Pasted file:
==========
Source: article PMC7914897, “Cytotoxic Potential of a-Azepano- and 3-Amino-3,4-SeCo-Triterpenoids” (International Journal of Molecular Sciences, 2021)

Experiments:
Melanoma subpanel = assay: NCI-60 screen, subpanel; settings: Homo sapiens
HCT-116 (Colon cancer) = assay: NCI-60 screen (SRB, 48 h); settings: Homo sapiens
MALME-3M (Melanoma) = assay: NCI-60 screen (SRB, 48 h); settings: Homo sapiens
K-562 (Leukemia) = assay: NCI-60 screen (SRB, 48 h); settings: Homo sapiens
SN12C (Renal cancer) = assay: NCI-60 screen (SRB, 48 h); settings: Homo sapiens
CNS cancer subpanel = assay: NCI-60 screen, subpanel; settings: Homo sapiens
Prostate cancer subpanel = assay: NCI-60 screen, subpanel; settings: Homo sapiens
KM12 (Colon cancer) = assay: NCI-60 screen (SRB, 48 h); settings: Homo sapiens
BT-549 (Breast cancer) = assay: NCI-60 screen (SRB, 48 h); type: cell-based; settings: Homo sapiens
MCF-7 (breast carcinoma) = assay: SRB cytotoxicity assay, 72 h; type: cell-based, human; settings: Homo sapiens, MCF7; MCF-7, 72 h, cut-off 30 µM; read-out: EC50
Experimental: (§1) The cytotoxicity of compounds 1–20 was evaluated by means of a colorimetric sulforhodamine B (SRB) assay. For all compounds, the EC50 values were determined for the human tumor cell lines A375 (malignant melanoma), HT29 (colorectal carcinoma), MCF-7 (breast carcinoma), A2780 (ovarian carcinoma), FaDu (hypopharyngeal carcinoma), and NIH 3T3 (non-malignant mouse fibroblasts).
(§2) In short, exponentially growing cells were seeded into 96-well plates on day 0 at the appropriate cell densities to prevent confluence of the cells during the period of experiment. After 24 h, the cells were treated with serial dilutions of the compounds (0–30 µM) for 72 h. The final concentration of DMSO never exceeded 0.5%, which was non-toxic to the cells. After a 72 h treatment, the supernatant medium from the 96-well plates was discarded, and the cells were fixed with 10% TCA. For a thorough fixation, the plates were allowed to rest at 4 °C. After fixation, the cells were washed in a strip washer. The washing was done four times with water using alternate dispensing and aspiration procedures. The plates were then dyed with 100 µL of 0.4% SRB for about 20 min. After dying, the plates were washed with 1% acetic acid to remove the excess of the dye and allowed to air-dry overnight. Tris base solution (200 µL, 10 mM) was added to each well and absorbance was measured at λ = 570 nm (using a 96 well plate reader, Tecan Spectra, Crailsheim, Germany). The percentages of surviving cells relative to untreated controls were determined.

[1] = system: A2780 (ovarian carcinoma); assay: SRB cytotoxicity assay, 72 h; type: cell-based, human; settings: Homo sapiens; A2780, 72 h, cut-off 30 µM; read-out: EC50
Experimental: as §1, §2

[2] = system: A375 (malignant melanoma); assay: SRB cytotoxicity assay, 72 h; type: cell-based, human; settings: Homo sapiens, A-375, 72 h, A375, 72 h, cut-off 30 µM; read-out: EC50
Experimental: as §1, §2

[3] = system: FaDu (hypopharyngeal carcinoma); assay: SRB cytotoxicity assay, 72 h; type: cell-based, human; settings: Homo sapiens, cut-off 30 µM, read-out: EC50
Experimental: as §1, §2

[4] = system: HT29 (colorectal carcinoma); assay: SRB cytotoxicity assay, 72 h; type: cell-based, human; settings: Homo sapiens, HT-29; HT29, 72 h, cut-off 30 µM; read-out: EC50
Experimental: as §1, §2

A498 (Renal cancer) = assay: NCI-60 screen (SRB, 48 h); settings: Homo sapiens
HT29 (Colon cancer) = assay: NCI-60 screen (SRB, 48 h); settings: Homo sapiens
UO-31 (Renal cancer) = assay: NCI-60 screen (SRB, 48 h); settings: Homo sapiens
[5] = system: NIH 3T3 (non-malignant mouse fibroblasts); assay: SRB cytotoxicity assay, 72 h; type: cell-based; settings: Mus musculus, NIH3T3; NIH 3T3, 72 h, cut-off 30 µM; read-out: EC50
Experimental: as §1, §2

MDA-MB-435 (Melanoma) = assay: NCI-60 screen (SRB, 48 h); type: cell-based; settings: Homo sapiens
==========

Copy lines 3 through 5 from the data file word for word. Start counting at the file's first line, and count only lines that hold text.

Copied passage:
Melanoma subpanel = assay: NCI-60 screen, subpanel; settings: Homo sapiens
HCT-116 (Colon cancer) = assay: NCI-60 screen (SRB, 48 h); settings: Homo sapiens
MALME-3M (Melanoma) = assay: NCI-60 screen (SRB, 48 h); settings: Homo sapiens